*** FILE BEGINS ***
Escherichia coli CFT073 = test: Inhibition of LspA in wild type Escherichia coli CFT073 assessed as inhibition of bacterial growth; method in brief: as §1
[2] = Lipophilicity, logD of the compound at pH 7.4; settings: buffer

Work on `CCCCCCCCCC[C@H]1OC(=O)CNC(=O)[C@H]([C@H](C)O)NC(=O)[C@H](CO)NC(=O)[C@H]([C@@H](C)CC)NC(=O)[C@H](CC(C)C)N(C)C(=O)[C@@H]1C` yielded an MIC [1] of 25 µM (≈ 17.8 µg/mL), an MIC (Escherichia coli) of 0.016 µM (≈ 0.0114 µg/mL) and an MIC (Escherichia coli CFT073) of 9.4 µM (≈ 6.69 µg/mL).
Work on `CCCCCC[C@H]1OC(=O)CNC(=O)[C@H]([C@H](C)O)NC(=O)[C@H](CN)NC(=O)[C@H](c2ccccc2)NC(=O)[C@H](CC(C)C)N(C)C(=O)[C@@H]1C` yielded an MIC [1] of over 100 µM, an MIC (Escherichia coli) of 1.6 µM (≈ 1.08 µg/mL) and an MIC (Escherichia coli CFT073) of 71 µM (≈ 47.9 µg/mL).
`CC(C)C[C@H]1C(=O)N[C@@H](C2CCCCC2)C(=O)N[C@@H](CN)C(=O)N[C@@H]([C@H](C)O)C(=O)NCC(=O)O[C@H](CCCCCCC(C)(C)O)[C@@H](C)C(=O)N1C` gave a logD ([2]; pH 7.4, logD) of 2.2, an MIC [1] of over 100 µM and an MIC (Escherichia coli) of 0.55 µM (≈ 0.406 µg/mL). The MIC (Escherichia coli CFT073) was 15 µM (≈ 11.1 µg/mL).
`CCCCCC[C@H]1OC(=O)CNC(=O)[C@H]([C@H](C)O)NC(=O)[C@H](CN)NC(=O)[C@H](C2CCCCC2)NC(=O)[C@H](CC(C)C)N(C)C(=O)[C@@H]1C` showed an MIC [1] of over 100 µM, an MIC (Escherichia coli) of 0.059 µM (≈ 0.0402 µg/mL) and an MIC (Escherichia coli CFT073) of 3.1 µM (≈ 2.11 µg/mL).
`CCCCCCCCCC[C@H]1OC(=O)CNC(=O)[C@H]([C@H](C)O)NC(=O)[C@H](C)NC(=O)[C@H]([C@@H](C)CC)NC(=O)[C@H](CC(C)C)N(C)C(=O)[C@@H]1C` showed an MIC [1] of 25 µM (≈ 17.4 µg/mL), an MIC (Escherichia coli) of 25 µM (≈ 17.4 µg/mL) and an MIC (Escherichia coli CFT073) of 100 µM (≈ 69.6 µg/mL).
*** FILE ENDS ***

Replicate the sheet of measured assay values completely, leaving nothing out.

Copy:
Escherichia coli CFT073 = test: Inhibition of LspA in wild type Escherichia coli CFT073 assessed as inhibition of bacterial growth; method in brief: as §1
[2] = Lipophilicity, logD of the compound at pH 7.4; settings: buffer

Work on `CCCCCCCCCC[C@H]1OC(=O)CNC(=O)[C@H]([C@H](C)O)NC(=O)[C@H](CO)NC(=O)[C@H]([C@@H](C)CC)NC(=O)[C@H](CC(C)C)N(C)C(=O)[C@@H]1C` yielded an MIC [1] of 25 µM (≈ 17.8 µg/mL), an MIC (Escherichia coli) of 0.016 µM (≈ 0.0114 µg/mL) and an MIC (Escherichia coli CFT073) of 9.4 µM (≈ 6.69 µg/mL).
Work on `CCCCCC[C@H]1OC(=O)CNC(=O)[C@H]([C@H](C)O)NC(=O)[C@H](CN)NC(=O)[C@H](c2ccccc2)NC(=O)[C@H](CC(C)C)N(C)C(=O)[C@@H]1C` yielded an MIC [1] of over 100 µM, an MIC (Escherichia coli) of 1.6 µM (≈ 1.08 µg/mL) and an MIC (Escherichia coli CFT073) of 71 µM (≈ 47.9 µg/mL).
`CC(C)C[C@H]1C(=O)N[C@@H](C2CCCCC2)C(=O)N[C@@H](CN)C(=O)N[C@@H]([C@H](C)O)C(=O)NCC(=O)O[C@H](CCCCCCC(C)(C)O)[C@@H](C)C(=O)N1C` gave a logD ([2]; pH 7.4, logD) of 2.2, an MIC [1] of over 100 µM and an MIC (Escherichia coli) of 0.55 µM (≈ 0.406 µg/mL). The MIC (Escherichia coli CFT073) was 15 µM (≈ 11.1 µg/mL).
`CCCCCC[C@H]1OC(=O)CNC(=O)[C@H]([C@H](C)O)NC(=O)[C@H](CN)NC(=O)[C@H](C2CCCCC2)NC(=O)[C@H](CC(C)C)N(C)C(=O)[C@@H]1C` showed an MIC [1] of over 100 µM, an MIC (Escherichia coli) of 0.059 µM (≈ 0.0402 µg/mL) and an MIC (Escherichia coli CFT073) of 3.1 µM (≈ 2.11 µg/mL).
`CCCCCCCCCC[C@H]1OC(=O)CNC(=O)[C@H]([C@H](C)O)NC(=O)[C@H](C)NC(=O)[C@H]([C@@H](C)CC)NC(=O)[C@H](CC(C)C)N(C)C(=O)[C@@H]1C` showed an MIC [1] of 25 µM (≈ 17.4 µg/mL), an MIC (Escherichia coli) of 25 µM (≈ 17.4 µg/mL) and an MIC (Escherichia coli CFT073) of 100 µM (≈ 69.6 µg/mL).